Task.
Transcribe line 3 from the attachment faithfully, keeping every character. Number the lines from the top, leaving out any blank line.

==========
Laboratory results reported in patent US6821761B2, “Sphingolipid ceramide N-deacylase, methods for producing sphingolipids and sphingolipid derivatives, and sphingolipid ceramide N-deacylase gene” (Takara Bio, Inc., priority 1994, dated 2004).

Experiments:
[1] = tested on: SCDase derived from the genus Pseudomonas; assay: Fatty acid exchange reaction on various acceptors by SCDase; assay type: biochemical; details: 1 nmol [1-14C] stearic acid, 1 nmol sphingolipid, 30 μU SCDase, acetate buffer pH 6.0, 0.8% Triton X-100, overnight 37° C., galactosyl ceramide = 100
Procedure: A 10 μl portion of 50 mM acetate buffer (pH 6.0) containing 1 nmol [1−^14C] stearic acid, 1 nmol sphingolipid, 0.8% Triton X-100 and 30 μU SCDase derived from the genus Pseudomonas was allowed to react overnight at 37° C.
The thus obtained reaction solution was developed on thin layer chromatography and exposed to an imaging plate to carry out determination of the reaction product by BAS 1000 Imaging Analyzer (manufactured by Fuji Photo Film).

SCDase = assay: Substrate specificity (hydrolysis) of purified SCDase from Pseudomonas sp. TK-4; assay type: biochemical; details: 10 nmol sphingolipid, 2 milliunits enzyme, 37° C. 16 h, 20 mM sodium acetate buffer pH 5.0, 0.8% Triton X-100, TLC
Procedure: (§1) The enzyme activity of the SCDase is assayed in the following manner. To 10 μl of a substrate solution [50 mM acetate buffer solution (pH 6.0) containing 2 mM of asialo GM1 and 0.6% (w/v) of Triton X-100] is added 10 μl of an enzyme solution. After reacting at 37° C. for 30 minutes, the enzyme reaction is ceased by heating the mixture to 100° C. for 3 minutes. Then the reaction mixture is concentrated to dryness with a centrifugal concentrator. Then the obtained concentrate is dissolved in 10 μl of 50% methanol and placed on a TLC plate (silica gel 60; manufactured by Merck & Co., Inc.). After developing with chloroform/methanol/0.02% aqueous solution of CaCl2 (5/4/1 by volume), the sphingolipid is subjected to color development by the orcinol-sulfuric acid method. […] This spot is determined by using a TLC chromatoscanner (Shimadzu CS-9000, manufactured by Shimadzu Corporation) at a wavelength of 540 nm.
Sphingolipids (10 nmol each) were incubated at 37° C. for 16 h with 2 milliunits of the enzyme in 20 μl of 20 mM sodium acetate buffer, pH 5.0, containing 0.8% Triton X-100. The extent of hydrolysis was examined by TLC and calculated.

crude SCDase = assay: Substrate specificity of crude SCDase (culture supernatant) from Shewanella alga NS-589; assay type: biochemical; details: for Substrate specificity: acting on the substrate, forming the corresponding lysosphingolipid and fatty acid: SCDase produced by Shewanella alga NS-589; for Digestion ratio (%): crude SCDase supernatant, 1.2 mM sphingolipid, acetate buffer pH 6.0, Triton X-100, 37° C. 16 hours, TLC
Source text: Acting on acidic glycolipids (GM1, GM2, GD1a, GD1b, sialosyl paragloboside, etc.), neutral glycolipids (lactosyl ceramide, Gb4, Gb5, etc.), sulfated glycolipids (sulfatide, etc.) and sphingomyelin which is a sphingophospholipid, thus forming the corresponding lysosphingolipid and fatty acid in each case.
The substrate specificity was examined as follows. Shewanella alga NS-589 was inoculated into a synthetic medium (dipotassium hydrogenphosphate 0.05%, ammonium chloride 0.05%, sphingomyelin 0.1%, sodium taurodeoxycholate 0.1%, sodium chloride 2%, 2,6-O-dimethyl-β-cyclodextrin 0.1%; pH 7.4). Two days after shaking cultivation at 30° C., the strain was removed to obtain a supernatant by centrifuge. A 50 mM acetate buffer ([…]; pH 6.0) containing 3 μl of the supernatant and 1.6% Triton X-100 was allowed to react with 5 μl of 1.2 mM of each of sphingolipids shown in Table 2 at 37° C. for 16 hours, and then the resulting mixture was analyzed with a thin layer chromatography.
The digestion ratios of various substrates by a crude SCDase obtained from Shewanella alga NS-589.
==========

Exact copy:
[1] = tested on: SCDase derived from the genus Pseudomonas; assay: Fatty acid exchange reaction on various acceptors by SCDase; assay type: biochemical; details: 1 nmol [1-14C] stearic acid, 1 nmol sphingolipid, 30 μU SCDase, acetate buffer pH 6.0, 0.8% Triton X-100, overnight 37° C., galactosyl ceramide = 100